Will DC hotels look at stricter security following Las Vegas shooting?

People are asking how Stephen Paddock got all of his guns and ammo inside of the hotel without tipping off staff and security. Michael Quander reports local hotels are watching this investigation. They're prepared to make changes where necessary in the DM

WASHINGTON (WUSA9) - As more details from a mass shooting in Las Vegas emerge, investigators are looking into how shooter Stephen Paddock got 17 guns into his hotel room without alarming anyone.

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Paddock fired at the Route 91 country music festival crowd from his hotel room on the 32nd floor of Mandalay Bay Resort and Casino. Smoke from the gunfire in the hotel room reportedly set off smoke detectors.

He then killed himself before SWAT teams could break down his door, according to the local sheriff's office -- and his motive remains unclear.

RELATED: Las Vegas shooter's father was on FBI's Most Wanted list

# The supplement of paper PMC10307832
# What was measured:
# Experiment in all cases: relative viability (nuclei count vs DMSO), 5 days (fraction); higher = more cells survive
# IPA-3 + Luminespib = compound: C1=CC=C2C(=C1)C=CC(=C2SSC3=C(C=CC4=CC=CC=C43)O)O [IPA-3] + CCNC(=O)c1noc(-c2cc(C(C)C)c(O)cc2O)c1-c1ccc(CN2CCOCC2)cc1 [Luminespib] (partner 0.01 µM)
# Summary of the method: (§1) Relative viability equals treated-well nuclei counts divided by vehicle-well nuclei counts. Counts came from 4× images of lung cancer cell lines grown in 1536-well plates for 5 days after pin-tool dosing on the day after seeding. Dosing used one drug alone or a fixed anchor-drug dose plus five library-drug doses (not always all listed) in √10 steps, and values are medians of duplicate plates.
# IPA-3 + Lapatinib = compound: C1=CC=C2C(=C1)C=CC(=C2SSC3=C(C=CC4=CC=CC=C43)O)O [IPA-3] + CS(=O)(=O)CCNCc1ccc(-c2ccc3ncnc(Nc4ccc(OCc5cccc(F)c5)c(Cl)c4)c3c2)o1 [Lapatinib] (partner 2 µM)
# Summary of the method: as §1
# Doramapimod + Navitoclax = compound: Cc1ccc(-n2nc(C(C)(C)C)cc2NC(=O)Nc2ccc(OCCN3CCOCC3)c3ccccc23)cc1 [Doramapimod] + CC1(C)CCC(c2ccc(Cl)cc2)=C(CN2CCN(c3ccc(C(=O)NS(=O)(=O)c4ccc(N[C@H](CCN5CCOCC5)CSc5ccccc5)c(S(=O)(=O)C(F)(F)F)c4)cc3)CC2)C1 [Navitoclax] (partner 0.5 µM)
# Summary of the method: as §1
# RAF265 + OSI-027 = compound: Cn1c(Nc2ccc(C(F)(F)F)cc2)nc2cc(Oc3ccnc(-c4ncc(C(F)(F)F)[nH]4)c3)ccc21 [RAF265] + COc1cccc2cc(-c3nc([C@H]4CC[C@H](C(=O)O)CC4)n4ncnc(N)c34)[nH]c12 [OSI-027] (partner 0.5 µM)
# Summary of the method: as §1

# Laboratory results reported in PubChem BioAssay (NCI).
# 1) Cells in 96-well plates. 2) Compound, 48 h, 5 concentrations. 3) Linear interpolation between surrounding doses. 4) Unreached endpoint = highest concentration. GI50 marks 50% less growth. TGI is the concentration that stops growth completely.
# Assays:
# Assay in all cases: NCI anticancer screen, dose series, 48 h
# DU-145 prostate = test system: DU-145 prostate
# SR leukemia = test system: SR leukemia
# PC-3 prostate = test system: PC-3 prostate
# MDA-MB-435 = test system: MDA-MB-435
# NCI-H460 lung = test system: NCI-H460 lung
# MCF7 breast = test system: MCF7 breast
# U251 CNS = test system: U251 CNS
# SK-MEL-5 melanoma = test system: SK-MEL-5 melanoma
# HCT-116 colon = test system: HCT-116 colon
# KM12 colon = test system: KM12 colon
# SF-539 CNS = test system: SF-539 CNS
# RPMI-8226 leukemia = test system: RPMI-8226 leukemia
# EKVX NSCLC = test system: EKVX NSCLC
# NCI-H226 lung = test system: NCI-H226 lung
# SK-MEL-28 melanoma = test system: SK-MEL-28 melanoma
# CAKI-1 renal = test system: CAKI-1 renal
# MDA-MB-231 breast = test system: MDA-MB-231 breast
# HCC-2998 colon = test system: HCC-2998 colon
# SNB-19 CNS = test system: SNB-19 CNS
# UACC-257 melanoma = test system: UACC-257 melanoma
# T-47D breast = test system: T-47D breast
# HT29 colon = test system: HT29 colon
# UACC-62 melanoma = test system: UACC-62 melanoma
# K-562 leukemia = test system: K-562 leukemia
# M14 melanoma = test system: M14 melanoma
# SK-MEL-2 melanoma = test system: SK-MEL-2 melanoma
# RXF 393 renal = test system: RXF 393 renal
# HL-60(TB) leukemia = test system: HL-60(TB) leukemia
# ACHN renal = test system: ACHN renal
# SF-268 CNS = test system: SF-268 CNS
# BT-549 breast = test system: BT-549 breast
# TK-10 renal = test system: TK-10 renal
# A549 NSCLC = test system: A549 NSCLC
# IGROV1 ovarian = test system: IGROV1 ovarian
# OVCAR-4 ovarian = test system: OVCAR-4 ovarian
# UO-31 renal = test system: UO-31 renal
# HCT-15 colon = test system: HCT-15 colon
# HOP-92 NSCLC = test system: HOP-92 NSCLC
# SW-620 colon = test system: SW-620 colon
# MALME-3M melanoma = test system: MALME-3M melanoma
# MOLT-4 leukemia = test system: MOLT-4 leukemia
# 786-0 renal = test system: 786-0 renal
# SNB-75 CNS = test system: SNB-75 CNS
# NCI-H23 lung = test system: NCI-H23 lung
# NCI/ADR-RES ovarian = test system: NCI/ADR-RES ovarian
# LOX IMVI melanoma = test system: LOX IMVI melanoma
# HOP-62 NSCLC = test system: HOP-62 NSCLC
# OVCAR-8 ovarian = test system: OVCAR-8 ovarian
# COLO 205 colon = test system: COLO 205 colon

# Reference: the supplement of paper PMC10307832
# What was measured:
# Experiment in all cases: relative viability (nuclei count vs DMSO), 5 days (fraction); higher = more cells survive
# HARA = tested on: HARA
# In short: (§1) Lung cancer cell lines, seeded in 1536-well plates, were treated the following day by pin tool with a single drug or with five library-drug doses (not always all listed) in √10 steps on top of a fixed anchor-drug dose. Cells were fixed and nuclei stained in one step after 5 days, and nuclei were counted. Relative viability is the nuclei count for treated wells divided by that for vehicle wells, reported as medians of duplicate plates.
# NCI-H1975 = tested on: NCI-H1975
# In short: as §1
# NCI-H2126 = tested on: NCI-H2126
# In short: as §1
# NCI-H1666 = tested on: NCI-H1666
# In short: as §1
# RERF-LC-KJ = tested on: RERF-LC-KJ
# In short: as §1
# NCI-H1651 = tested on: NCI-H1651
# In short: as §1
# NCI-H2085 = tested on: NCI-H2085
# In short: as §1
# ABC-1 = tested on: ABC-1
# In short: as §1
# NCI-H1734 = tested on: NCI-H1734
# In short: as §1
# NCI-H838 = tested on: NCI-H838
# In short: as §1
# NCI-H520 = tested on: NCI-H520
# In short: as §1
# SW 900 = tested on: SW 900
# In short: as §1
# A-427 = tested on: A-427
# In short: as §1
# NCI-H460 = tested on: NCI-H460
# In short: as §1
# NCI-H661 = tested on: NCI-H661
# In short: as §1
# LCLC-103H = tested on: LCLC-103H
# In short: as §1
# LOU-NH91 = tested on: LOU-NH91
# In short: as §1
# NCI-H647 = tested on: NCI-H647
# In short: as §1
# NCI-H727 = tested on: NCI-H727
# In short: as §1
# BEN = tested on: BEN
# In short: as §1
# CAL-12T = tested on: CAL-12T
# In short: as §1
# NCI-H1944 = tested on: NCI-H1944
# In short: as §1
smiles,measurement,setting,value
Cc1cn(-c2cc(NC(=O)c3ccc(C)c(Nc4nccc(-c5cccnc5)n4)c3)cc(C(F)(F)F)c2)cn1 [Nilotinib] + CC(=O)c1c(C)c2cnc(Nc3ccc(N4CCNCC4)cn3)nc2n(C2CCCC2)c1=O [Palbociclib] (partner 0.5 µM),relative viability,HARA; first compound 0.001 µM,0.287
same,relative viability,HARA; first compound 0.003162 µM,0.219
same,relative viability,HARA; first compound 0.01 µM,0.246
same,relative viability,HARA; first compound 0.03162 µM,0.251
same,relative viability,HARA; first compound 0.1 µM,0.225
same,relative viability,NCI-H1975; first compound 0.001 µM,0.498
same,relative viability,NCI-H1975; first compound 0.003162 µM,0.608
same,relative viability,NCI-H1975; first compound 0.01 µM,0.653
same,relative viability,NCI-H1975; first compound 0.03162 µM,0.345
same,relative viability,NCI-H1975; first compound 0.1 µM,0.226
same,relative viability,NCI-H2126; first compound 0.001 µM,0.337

Paddock had been in the hotel since September 28, in a room full of weapons and ammunition, without setting off red flags with hotel staff or security. 

Although the shooting happened thousands of miles away, it is a big deal for the DC area.

“I would never want any civilian to have to experience that, (pause) I’m sorry. It just breaks my heart knowing that so many people had that fear and anxiety going through them because someone wanted to act violently,” Natalie de Leon, who is a Las Vegas native, said.

There are nearly 700 hotels with more than 100,000 rooms in the DC Metro area and in 2016, around 20 million people visited the nation’s capital.

Top hotel officials in DC said safety is a priority and all of the hotels in the DC area have their own safety policies.

A lot of the industry leaders were not sure if security would get stricter – would there be metal detectors at check-in? Would the concierge screen luggage?

At least one report said hotels may train security to look closer at bags that are long enough to carry rifles and also pay better attention when large-scale events happen in nearby venues.

"Every time a situation or a tragedy is presented, there is always something to learn from and what that lesson is we may not know right now, but maybe it is being more vigilant and paying attention more to the people who walk in,” de Leon said.

There is a thin line between having tight security and allowing people to have their privacy, she said.

A vigil for the victims is planned for Thursday at 7 p.m. at Freedom Plaza in DC.

© 2017 WUSA-TV


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